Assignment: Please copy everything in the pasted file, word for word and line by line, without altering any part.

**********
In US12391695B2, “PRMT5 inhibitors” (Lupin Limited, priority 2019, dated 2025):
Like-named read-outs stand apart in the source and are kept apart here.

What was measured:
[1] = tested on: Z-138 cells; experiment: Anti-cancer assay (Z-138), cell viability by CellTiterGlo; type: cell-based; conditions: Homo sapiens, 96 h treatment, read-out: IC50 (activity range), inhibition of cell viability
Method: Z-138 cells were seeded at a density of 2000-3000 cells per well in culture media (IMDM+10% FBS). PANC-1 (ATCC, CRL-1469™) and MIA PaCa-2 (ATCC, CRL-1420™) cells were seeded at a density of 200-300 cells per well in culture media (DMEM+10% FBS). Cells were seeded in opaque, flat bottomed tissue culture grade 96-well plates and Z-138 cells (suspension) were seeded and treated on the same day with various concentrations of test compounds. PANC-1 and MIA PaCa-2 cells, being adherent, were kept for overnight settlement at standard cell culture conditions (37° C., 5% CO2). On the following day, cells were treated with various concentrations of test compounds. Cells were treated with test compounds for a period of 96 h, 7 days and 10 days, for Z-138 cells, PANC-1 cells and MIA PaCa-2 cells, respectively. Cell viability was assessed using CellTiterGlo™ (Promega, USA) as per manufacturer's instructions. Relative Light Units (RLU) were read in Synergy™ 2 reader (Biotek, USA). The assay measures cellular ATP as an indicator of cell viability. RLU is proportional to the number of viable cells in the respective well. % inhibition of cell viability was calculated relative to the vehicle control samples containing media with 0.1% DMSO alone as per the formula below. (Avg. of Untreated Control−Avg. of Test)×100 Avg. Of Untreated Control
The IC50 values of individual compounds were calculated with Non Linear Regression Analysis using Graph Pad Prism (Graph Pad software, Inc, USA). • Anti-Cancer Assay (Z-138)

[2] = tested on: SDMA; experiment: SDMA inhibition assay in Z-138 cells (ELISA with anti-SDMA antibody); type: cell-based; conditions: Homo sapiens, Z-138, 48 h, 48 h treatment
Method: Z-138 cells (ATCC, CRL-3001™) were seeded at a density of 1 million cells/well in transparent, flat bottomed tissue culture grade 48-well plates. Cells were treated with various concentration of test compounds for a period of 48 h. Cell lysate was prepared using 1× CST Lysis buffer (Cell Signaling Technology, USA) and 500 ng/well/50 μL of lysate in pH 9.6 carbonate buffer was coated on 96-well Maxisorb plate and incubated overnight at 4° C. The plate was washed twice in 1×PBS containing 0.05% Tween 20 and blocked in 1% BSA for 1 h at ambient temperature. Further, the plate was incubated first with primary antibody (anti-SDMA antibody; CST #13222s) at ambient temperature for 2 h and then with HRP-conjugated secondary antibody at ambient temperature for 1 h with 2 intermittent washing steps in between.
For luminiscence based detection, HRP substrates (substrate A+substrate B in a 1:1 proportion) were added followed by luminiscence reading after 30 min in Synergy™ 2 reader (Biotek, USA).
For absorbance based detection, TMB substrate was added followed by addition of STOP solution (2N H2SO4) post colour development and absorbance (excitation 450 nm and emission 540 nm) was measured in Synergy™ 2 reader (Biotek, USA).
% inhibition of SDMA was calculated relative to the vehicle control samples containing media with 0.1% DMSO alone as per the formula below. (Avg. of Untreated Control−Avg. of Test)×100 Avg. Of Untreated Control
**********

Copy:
In US12391695B2, “PRMT5 inhibitors” (Lupin Limited, priority 2019, dated 2025):
Like-named read-outs stand apart in the source and are kept apart here.

What was measured:
[1] = tested on: Z-138 cells; experiment: Anti-cancer assay (Z-138), cell viability by CellTiterGlo; type: cell-based; conditions: Homo sapiens, 96 h treatment, read-out: IC50 (activity range), inhibition of cell viability
Method: Z-138 cells were seeded at a density of 2000-3000 cells per well in culture media (IMDM+10% FBS). PANC-1 (ATCC, CRL-1469™) and MIA PaCa-2 (ATCC, CRL-1420™) cells were seeded at a density of 200-300 cells per well in culture media (DMEM+10% FBS). Cells were seeded in opaque, flat bottomed tissue culture grade 96-well plates and Z-138 cells (suspension) were seeded and treated on the same day with various concentrations of test compounds. PANC-1 and MIA PaCa-2 cells, being adherent, were kept for overnight settlement at standard cell culture conditions (37° C., 5% CO2). On the following day, cells were treated with various concentrations of test compounds. Cells were treated with test compounds for a period of 96 h, 7 days and 10 days, for Z-138 cells, PANC-1 cells and MIA PaCa-2 cells, respectively. Cell viability was assessed using CellTiterGlo™ (Promega, USA) as per manufacturer's instructions. Relative Light Units (RLU) were read in Synergy™ 2 reader (Biotek, USA). The assay measures cellular ATP as an indicator of cell viability. RLU is proportional to the number of viable cells in the respective well. % inhibition of cell viability was calculated relative to the vehicle control samples containing media with 0.1% DMSO alone as per the formula below. (Avg. of Untreated Control−Avg. of Test)×100 Avg. Of Untreated Control
The IC50 values of individual compounds were calculated with Non Linear Regression Analysis using Graph Pad Prism (Graph Pad software, Inc, USA). • Anti-Cancer Assay (Z-138)

[2] = tested on: SDMA; experiment: SDMA inhibition assay in Z-138 cells (ELISA with anti-SDMA antibody); type: cell-based; conditions: Homo sapiens, Z-138, 48 h, 48 h treatment
Method: Z-138 cells (ATCC, CRL-3001™) were seeded at a density of 1 million cells/well in transparent, flat bottomed tissue culture grade 48-well plates. Cells were treated with various concentration of test compounds for a period of 48 h. Cell lysate was prepared using 1× CST Lysis buffer (Cell Signaling Technology, USA) and 500 ng/well/50 μL of lysate in pH 9.6 carbonate buffer was coated on 96-well Maxisorb plate and incubated overnight at 4° C. The plate was washed twice in 1×PBS containing 0.05% Tween 20 and blocked in 1% BSA for 1 h at ambient temperature. Further, the plate was incubated first with primary antibody (anti-SDMA antibody; CST #13222s) at ambient temperature for 2 h and then with HRP-conjugated secondary antibody at ambient temperature for 1 h with 2 intermittent washing steps in between.
For luminiscence based detection, HRP substrates (substrate A+substrate B in a 1:1 proportion) were added followed by luminiscence reading after 30 min in Synergy™ 2 reader (Biotek, USA).
For absorbance based detection, TMB substrate was added followed by addition of STOP solution (2N H2SO4) post colour development and absorbance (excitation 450 nm and emission 540 nm) was measured in Synergy™ 2 reader (Biotek, USA).
% inhibition of SDMA was calculated relative to the vehicle control samples containing media with 0.1% DMSO alone as per the formula below. (Avg. of Untreated Control−Avg. of Test)×100 Avg. Of Untreated Control